Who Makes Our Food?
More than 100 years ago, after Upton Sinclair worked undercover in Chicago meatpacking plants, he revealed the abuse and exploitation of immigrant workers in the industry—including the tragic story of a worker who fell into a rendering tank. Public reaction to his great book, “The Jungle,” forced federal measures to make food safer—but not workers safer.
There shouldn’t be any separation between good food and good jobs, because working conditions in the food system are everyone else’s eating conditions.
Unions represent workers throughout the food system—farm workers, meat cutters, poultry workers, restaurant workers, grocery workers, workers who transport food products, food safety inspectors and others. What these workers win at the bargaining table affects what we put on the dinner table.
Many jobs in the food industry pay low wages—at or near the minimum wage or, even worse, the absurdly low minimum of just $2.13 an hour for tipped workers. It’s ironic that many industry workers experience food insecurity themselves. At Walmart, the country’s largest grocery chain, workers actually have set up donation bins before Thanksgiving so their colleagues could celebrate the holiday with decent meals.
Today, 80% of low-wage workers don’t have a single day of paid sick leave—which can force the people who handle our food to go to work sick. Would you like a side of the flu with those sweet potato fries?
Many food industry jobs are among the most dangerous in the nation, with threats ranging from pesticide exposure to backbreaking labor in food processing plants and sexual assault of farm workers and restaurant servers.
Undocumented immigrants who work in fields and in kitchens are especially vulnerable to workers’ rights violations, such as wage theft and inadequate safety and health protections. Unscrupulous employers have an easy way to handle things if a worker complains or tries to form a union for help: Just call in immigration officials.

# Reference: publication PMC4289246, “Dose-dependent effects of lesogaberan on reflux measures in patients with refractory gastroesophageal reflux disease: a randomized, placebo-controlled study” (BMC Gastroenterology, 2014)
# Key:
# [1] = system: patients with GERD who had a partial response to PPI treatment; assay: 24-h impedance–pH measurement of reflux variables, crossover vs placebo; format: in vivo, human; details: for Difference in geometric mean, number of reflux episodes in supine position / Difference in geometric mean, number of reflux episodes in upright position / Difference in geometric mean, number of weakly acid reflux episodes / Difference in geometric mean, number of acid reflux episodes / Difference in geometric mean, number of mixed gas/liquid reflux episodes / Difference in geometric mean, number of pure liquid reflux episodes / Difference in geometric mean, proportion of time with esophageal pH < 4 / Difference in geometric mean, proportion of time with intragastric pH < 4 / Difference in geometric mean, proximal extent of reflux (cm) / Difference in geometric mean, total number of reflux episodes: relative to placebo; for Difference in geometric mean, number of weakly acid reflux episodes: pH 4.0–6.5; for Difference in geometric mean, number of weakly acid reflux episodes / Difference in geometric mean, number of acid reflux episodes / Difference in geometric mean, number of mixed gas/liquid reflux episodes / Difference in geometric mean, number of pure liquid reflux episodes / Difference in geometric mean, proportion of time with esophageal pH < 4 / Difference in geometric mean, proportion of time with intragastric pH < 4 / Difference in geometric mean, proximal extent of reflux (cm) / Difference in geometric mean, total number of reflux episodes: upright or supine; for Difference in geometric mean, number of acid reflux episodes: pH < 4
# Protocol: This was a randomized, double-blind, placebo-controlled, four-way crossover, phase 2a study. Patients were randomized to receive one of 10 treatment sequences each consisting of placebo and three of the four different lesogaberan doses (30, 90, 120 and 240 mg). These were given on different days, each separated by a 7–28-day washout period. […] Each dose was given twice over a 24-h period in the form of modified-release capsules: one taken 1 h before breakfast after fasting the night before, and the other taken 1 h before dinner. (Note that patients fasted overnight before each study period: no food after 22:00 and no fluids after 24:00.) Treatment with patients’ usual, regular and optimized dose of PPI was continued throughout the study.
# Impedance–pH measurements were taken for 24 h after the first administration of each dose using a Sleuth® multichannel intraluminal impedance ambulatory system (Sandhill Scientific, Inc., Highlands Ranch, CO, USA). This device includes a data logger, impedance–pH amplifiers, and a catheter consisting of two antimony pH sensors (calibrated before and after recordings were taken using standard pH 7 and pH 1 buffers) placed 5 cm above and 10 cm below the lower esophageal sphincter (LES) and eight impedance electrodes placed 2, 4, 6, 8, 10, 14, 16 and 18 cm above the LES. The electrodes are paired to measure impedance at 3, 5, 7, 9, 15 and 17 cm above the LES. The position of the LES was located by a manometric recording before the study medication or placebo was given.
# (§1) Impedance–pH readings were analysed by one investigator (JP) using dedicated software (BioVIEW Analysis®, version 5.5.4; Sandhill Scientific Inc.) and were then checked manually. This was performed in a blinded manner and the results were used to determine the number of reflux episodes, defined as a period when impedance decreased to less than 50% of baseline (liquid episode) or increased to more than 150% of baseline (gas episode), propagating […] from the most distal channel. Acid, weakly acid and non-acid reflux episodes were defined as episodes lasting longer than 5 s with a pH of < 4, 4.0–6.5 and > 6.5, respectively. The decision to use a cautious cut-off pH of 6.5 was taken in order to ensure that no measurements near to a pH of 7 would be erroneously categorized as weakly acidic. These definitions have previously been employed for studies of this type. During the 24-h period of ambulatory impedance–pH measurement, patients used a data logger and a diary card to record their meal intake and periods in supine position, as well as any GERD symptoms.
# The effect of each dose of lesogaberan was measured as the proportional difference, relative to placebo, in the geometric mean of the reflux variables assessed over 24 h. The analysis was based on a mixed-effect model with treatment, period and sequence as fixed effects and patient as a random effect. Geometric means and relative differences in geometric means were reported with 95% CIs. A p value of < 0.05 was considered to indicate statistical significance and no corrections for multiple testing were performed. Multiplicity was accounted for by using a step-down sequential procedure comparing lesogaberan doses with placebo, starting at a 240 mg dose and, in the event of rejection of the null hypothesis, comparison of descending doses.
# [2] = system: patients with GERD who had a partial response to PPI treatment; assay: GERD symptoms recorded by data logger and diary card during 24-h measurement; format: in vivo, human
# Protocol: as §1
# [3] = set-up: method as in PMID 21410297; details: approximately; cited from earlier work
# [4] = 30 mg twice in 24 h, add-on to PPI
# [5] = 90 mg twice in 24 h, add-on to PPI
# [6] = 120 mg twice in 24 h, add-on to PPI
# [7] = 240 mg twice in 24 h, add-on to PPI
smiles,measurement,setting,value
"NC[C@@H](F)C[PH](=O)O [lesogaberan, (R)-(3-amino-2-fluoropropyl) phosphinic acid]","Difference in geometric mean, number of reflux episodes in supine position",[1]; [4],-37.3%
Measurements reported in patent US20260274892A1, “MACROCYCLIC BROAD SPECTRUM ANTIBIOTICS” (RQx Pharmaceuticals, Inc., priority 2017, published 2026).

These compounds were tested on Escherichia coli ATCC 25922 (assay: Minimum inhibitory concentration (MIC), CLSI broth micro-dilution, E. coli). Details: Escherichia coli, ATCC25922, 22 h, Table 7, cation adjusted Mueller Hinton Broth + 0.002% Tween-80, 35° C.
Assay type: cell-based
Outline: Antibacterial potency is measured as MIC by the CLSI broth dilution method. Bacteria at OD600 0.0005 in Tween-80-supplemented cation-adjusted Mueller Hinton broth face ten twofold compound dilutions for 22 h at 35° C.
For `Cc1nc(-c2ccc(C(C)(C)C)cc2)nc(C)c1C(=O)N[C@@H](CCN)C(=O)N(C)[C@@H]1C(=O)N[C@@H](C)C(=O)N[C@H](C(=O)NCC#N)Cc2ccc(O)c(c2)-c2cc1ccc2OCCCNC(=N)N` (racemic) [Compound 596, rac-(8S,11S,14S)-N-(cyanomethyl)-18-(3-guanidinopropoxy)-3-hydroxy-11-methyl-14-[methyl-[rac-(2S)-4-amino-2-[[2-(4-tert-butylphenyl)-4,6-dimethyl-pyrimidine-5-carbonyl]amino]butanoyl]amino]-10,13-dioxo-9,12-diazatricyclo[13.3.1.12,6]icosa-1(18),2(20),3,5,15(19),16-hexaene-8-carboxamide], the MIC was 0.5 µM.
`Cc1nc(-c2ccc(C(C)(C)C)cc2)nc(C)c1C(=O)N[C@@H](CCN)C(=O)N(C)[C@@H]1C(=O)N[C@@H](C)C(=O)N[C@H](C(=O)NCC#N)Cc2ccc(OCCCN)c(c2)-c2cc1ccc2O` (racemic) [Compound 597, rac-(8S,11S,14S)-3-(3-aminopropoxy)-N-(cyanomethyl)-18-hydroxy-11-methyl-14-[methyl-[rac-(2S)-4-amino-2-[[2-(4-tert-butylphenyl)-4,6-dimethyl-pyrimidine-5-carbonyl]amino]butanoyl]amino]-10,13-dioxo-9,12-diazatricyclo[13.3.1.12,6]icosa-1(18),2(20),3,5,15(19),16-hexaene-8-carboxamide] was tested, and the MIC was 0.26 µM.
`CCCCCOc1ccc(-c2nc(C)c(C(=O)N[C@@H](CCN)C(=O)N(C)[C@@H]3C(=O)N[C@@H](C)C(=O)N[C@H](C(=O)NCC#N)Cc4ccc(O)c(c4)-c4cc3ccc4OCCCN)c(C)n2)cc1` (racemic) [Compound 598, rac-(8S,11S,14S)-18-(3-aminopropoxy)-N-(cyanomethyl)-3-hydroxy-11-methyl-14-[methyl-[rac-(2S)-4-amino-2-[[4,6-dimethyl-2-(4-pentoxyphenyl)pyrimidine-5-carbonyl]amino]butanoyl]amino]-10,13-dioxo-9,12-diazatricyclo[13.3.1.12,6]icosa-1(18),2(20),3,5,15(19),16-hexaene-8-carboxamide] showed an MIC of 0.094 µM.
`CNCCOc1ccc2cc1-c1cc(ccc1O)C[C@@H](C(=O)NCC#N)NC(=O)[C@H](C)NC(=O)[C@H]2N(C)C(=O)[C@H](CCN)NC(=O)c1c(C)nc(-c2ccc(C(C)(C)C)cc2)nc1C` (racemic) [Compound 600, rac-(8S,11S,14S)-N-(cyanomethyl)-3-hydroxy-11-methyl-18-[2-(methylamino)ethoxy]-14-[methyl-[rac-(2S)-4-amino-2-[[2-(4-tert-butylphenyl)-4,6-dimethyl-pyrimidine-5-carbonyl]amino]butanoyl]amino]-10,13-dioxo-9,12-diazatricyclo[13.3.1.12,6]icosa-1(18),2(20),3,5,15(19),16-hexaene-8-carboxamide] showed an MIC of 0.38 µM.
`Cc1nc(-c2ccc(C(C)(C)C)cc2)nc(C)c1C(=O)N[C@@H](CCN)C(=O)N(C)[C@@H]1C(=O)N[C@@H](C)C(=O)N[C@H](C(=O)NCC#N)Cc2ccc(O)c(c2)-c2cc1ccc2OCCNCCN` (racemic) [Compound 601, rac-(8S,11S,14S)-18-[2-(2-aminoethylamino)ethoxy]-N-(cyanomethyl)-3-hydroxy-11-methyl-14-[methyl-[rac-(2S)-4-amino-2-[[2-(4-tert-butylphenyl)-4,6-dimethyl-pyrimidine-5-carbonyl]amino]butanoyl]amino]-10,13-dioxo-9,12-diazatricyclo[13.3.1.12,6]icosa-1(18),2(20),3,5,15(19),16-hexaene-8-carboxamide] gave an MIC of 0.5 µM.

International trade deals now under consideration threaten our right to safe and locally produced food. And in the midst of all this, we are in a political environment that makes winning or even maintaining regulations of any kind, including food safety, worker safety and workers’ rights rules, more difficult than ever.
So we who care about our family’s food are up against a lot. But there’s room for optimism. Throughout the food system, worker-activists are standing up and challenging the status quo.
In addition to the Black Friday strikes led by Organization United for Respect at Walmart (or OUR Walmart), Walmart workers waged a Respect the Bump campaign that won accommodations for pregnant workers.
The Fight for $15 strikes by fast food workers spread through 190 cities last year, and continue in 2015.
Before food gets to us it has to be harvested. The Farm Labor Organizing Committee—FLOC—pioneered the strategy of taking workers’ demands for better wages to the users of produce rather than the growers. An example is FLOC’s five-year boycott of Mount Olive Pickle Co. in the 1990s on behalf of cucumber pickers. These days, FLOC workers have taken their case for fair wages and treatment for tobacco pickers to tobacco company shareholders, including a visit to a British firm that has a major share of the company’s stock.
Sexual harassment? ROC United confronts it in restaurants with an “I’m Not on the Menu” campaign. And because brave women who work in California fields told their stories to investigative reporters, last year they gained new legal protections against sexual violence and harassment.
These are just a few examples of workers standing up and making our voices heard for better working conditions in a better food system.
I know many of you are food activists. As you advocate for food quality and sustainability, don’t forget about the workers that make safe and healthy food possible. Thanks.
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